Tue, Feb 15, 2005 - Page 8 News List

Letter: Response to Medvedovsky

By George Thompson

I feel compelled to respond to K. Avrom Medvedovsky's opinion piece (Letter, Feb. 4, page 8) which was a response to my opinion piece ("Little Sister Chiu Case Typical of Taiwan," Feb. 1, page 8). I can appreciate Medvedovsky's response to my piece. However, as much as I can applaud his willingness to come to the defense of what appears to be his adopted home, let me offer a bit of advice as to how said defense could have been more effective and productive.

First, Medvedovsky might have benefited from a more complete and accurate reading of the article in question. Contrary to Medvedovsky's interpretation, at no point in my piece did I use the words "unique" or "blame." My intention was to comment on an incident here in Taiwan, and thus, my comments rested on the conditions in Taiwan. Also, my suggestion of an overall attitude of responsibility is not by definition an assertion of blame, but rather a call to awareness.

Moreover, my examples were designed to make a simple point that apparently was not simple enough for Medvedovsky; certain dynamics manifest in "everyday life" and should not only come to light in the wake of a tragedy. To assume the tragedy to be an isolated event that is explained by a deficiency in ethics courses in medical school is to miss the greater social and yes, cultural, implications of the tragedy.

Second, I completely agree with Medvedovsky in that Taiwan is not unique. However, I disagree with the notion that one should not use the word culture as a source of social norms and practices. Enron and pedophile priests are as much a product of American "culture" as honor killings are to Indian or Pakistani culture or tribalism is to many cultures on the African continent. The unwillingness to see "culture" as a fundamental source of social behavior is to fall into the trap of "relativism" which in the end divorces individual societies and cultures from the very responsibility and accountability I was suggesting in my piece.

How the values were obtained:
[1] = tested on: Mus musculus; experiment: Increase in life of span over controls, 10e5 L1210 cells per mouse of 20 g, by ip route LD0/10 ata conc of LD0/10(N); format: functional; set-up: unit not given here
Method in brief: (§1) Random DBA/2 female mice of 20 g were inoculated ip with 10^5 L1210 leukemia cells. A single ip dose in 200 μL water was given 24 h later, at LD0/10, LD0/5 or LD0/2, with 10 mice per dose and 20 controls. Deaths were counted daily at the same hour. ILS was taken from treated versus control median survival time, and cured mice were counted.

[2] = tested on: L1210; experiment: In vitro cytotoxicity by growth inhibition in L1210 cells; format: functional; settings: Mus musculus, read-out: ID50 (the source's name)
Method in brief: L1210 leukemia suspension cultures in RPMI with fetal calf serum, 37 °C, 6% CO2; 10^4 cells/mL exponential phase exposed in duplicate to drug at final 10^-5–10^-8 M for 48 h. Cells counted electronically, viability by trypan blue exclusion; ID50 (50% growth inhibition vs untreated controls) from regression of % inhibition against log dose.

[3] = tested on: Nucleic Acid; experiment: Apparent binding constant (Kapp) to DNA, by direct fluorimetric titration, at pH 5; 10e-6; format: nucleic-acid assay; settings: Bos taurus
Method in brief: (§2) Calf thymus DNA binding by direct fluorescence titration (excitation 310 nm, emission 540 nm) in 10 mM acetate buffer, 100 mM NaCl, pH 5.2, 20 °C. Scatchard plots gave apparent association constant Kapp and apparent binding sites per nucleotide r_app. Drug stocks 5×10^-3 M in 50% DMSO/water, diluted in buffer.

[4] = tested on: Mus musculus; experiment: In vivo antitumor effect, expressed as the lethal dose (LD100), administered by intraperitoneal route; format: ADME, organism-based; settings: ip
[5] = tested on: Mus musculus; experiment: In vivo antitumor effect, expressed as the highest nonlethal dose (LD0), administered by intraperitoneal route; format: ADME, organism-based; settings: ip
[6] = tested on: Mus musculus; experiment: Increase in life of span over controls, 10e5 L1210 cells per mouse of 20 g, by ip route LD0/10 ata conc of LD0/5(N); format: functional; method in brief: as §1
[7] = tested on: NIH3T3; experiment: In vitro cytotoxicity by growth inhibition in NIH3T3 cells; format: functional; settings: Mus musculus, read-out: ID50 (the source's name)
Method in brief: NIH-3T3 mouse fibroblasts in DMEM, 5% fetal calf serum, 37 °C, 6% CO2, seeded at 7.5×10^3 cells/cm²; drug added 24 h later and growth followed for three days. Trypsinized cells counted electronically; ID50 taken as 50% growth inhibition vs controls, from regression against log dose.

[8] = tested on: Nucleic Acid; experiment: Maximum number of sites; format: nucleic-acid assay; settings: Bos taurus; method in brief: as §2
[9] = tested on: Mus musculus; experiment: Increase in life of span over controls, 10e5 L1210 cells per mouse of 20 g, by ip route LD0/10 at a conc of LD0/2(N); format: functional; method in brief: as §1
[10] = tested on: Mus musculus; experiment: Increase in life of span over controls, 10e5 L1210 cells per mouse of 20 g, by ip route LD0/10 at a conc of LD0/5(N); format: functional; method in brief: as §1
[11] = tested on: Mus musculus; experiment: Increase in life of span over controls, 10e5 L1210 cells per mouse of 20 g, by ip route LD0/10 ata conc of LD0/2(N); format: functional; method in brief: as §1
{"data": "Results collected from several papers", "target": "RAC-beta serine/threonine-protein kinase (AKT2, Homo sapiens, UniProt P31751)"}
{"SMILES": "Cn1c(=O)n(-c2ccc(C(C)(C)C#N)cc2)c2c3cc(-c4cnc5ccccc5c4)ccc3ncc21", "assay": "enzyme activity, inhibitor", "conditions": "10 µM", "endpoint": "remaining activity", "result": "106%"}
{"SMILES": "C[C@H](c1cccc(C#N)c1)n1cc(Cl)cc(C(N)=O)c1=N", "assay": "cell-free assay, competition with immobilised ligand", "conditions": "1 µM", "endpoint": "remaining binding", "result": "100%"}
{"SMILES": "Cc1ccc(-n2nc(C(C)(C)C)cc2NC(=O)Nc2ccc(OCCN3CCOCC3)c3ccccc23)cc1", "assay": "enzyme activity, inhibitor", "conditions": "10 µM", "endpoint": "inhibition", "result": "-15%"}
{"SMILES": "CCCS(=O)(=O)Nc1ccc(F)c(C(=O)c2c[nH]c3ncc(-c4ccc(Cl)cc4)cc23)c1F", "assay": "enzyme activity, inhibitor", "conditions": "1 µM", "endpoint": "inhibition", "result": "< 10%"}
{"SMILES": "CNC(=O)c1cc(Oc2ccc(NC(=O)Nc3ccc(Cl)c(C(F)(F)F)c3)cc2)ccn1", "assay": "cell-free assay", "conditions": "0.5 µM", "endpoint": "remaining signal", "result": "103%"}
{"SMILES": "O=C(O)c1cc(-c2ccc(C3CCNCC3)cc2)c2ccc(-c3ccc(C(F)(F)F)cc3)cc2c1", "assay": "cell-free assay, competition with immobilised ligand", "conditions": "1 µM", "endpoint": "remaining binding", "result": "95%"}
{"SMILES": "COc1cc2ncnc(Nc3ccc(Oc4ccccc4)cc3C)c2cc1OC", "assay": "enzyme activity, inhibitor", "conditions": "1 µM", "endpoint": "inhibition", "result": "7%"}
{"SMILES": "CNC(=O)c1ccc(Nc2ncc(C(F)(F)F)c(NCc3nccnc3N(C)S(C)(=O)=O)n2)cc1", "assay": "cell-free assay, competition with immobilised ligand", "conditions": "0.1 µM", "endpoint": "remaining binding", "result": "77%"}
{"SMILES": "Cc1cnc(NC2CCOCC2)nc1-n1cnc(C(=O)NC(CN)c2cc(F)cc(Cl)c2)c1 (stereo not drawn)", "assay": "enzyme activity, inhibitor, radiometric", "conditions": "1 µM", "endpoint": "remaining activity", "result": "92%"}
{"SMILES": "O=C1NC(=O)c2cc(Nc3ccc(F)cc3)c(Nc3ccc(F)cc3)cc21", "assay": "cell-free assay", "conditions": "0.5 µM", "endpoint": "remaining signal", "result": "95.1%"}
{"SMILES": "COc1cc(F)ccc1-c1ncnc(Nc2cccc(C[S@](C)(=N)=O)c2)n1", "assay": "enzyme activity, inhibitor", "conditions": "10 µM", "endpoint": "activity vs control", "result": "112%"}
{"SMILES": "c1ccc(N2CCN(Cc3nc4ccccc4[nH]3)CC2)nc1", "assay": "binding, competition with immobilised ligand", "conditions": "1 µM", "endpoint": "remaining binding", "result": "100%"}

Perhaps if Medvedovsky believes I have somehow erroneously used the term his point could have been better made by offering his definition rather than simply being dismissive of my usage.

Third, if Medvedovsky's true purpose was to argue that Taiwan is not unique, his point could have been adequately made without the scathing personal attacks that say more about him than they do about me. What I choose to do in my personal time, whether watch television or visit a park, is not in the least germane to the point I attempted to make.

To assume that I have not driven in places other than Taiwan is sophomoric. To claim that I have a general lack of understanding of the term "culture" because I criticize aspects of this one is spurious. To make the claim that I am stupid and arrogant for stating observable, qualifiable and quantitatible conditions expresses an unwillingness to be open to the reality of the world around him.

Fourth, Medvedovsky could find many ways to defend Taiwan without defending those aspects that I chose to point out in my piece. Doing so gives the erroneous impression that my observations are somehow fundamentally flawed, which is far from true. To shy away from seeing what needs to be seen or saying what needs to be said, to deny the veracity of one's own experience and vision, is to fall into that very same trap of irresponsibility I argue against in my piece.

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